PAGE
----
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How Many Types of QOS Are There?

Discussion in 'Routers' started by Bulldog, Nov 21, 2019.

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  1. Bulldog

    Bulldog Regular Contributor

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    Between marketing jargon and technical descriptions, every time I turn around there's some new type of QOS. Please help my confused brain!

    Regardless of what it's called, I (think I) understand that there are basically three kinds of QOS:
    1. priority based = high/medium/low;
    2. bandwidth based = allocate 'x' amount of bandwidth here and 'y' amount of bandwidth there; and
    3. algorithm based = let the router figure out what the heck to do (which seems very attractive at times.)
    ASUS routers (my main interest) advertise Smart QOS, Adaptive QOS and Traditional QOS. Do these three map to the categories above? Are they something different altogether?
     
    royarcher likes this.
  2. L&LD

    L&LD Part of the Furniture

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    First, let's start off with your internet connection speeds. Are they higher than 500/500 up/down? If they are, QoS doesn't matter. ;)
     
  3. Bulldog

    Bulldog Regular Contributor

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    My download speed is 200 Mbps. Nobody at Comcast knows my upload speed (lol) but it's usually a fraction of my download speed - say 20 Mbps.
     
    royarcher and L&LD like this.
  4. L&LD

    L&LD Part of the Furniture

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    I'm sure others can give you the details you request, but with the information we have now, it is easy to recommend Adaptive QoS along with the FreshJR QoS script to allow it to work properly. :)

    https://www.snbforums.com/threads/r...ements-custom-rules-and-inner-workings.36836/

    Read the first few posts/pages in the link above to see why the FreshJR script is needed. :)

    As far as I can tell? The others don't work. ;)
     
  5. ACwifiguy

    ACwifiguy Occasional Visitor

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    OpenWRT has one of the more mature open source QoS options....they call it “SQM”: https://openwrt.org/docs/guide-user/network/traffic-shaping/sqm

    piece of cake truly is very easy to use and just works. For the readers of this forum (power users generally) - most appreciate both the decrease in latency and good throughput. For power users with higher speeds - I disagree with L&LD - quality SQM QoS provides great improvements in latency!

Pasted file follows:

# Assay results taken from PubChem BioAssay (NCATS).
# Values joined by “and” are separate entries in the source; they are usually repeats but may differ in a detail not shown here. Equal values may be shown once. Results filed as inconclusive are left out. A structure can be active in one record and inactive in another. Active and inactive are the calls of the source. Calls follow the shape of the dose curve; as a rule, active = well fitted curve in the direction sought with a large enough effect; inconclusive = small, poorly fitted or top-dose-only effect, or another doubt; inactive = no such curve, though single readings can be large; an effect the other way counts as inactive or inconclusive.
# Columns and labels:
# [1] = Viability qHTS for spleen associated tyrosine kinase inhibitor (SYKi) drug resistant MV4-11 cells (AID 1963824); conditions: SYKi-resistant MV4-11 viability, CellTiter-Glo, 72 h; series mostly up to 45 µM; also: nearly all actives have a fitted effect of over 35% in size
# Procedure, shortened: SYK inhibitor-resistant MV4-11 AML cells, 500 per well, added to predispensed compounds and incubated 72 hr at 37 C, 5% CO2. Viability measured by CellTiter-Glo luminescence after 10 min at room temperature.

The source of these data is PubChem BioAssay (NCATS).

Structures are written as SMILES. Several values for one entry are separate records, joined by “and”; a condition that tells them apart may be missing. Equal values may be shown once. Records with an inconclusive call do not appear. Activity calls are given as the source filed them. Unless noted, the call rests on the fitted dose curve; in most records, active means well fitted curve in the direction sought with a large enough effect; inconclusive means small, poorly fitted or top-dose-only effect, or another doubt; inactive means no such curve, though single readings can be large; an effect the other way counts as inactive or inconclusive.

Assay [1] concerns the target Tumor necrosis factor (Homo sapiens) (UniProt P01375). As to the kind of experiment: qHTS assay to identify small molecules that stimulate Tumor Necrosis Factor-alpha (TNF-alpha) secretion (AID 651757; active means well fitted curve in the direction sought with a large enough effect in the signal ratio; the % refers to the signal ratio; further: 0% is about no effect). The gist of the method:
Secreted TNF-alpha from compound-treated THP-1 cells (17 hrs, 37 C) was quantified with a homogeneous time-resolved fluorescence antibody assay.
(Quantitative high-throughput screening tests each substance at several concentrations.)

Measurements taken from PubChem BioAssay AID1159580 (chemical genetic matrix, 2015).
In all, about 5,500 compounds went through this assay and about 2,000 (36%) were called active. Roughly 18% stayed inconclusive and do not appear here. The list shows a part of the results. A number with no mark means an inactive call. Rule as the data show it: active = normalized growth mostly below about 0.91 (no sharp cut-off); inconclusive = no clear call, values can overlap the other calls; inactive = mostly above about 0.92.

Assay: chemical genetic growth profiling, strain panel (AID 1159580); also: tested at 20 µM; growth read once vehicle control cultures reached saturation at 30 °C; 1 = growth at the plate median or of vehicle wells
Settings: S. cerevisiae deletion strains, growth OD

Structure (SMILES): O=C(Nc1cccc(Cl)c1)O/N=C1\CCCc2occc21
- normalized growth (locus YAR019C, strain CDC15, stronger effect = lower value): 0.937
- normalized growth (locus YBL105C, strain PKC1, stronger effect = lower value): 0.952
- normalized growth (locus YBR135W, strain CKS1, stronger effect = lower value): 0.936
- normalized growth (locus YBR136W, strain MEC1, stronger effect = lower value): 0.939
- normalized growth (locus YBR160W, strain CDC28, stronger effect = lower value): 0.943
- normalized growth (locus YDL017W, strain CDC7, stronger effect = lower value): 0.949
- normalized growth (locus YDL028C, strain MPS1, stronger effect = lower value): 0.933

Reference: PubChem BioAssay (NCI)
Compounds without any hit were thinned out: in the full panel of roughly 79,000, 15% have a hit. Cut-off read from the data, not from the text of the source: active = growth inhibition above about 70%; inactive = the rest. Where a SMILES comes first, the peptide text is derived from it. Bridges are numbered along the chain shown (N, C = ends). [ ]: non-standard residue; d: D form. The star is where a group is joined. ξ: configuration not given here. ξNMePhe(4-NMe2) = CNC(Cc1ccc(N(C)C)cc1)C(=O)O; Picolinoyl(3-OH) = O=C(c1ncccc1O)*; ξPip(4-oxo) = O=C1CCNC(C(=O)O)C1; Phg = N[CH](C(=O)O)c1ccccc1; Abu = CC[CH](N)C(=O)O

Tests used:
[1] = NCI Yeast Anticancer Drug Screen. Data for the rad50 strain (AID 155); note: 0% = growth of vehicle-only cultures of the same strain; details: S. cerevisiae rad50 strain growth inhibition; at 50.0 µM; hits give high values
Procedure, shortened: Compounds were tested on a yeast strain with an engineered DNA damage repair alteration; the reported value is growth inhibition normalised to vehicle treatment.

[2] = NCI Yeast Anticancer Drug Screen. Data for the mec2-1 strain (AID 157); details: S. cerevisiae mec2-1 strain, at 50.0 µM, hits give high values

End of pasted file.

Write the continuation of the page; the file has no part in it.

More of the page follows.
L&LD is correct for the normal user (the other 99.9%) - if you have higher speeds you probably aren’t paying attention and don’t need QoS.
     
    L&LD likes this.
  6. L&LD

    L&LD Part of the Furniture

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    And is SQM possible on an Asus router?
     
  7. ACwifiguy

    ACwifiguy Occasional Visitor

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    I wish! :)

    Broadcom doesn’t play nice with open source. :(
     
    L&LD likes this.
  8. Bulldog

    Bulldog Regular Contributor

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    After doing a lot more reading, I think I finally have this figured out:

    Smart QOS is a generic term which simply means that the router is capable of allocating bandwidth on its own, using algorithms, with or without involvement from the user.

    Adaptive QOS is also a generic term which means that apps or services with higher priority will get more bandwidth than apps or services with lower priority when services compete for limited bandwidth. The user decides which apps and services should have higher or lower priority. Another name for Adaptive QOS is Priority QOS or Priority-based QOS.

    Traditional QOS is a term used by ASUS to mean manually configured QOS, where the router follows the user's rules for allocating bandwidth.

    And like Porky the Pig said: "Th-th-th-that's all folks!"
     
    L&LD likes this.
  9. coxhaus

    coxhaus Part of the Furniture

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    QoS in what sense, in terms of priority? I just installed 19 IP Polycom phones for my daughter's small business. I can no longer go around and upgrade Microsoft Windows10 on all the PCs like in the past. The IP phones have priority in the layer 3 switch. If I get too many PC updating the updates time out because our upload bandwidth is too small with Spectrum. AT&T is suppose to install fiber this month but there has been a problem so we are still on copper.